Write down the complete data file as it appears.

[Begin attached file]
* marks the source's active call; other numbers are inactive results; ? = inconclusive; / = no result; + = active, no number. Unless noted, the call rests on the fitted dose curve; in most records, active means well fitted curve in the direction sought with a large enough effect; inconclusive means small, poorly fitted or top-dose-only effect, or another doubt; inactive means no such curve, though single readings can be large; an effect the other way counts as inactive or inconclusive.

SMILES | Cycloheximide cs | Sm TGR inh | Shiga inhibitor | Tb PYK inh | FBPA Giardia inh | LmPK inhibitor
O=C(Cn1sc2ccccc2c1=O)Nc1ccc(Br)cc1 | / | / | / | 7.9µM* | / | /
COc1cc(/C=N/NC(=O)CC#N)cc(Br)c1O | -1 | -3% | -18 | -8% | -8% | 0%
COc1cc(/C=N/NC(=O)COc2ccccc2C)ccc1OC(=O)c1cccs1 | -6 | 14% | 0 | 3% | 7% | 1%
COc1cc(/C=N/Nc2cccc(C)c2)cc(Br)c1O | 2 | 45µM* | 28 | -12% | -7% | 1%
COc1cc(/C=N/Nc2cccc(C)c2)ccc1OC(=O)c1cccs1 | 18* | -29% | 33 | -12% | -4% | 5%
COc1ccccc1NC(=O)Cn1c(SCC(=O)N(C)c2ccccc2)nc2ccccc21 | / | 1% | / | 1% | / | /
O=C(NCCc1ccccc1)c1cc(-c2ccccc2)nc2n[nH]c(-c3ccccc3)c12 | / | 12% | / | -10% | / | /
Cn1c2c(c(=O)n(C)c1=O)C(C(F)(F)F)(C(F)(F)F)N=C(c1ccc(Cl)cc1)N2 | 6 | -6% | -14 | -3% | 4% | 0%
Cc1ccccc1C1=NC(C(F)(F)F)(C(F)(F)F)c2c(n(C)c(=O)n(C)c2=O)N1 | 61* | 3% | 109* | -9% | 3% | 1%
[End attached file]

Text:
* marks the source's active call; other numbers are inactive results; ? = inconclusive; / = no result; + = active, no number. Unless noted, the call rests on the fitted dose curve; in most records, active means well fitted curve in the direction sought with a large enough effect; inconclusive means small, poorly fitted or top-dose-only effect, or another doubt; inactive means no such curve, though single readings can be large; an effect the other way counts as inactive or inconclusive.

SMILES | Cycloheximide cs | Sm TGR inh | Shiga inhibitor | Tb PYK inh | FBPA Giardia inh | LmPK inhibitor
O=C(Cn1sc2ccccc2c1=O)Nc1ccc(Br)cc1 | / | / | / | 7.9µM* | / | /
COc1cc(/C=N/NC(=O)CC#N)cc(Br)c1O | -1 | -3% | -18 | -8% | -8% | 0%
COc1cc(/C=N/NC(=O)COc2ccccc2C)ccc1OC(=O)c1cccs1 | -6 | 14% | 0 | 3% | 7% | 1%
COc1cc(/C=N/Nc2cccc(C)c2)cc(Br)c1O | 2 | 45µM* | 28 | -12% | -7% | 1%
COc1cc(/C=N/Nc2cccc(C)c2)ccc1OC(=O)c1cccs1 | 18* | -29% | 33 | -12% | -4% | 5%
COc1ccccc1NC(=O)Cn1c(SCC(=O)N(C)c2ccccc2)nc2ccccc21 | / | 1% | / | 1% | / | /
O=C(NCCc1ccccc1)c1cc(-c2ccccc2)nc2n[nH]c(-c3ccccc3)c12 | / | 12% | / | -10% | / | /
Cn1c2c(c(=O)n(C)c1=O)C(C(F)(F)F)(C(F)(F)F)N=C(c1ccc(Cl)cc1)N2 | 6 | -6% | -14 | -3% | 4% | 0%
Cc1ccccc1C1=NC(C(F)(F)F)(C(F)(F)F)c2c(n(C)c(=O)n(C)c2=O)N1 | 61* | 3% | 109* | -9% | 3% | 1%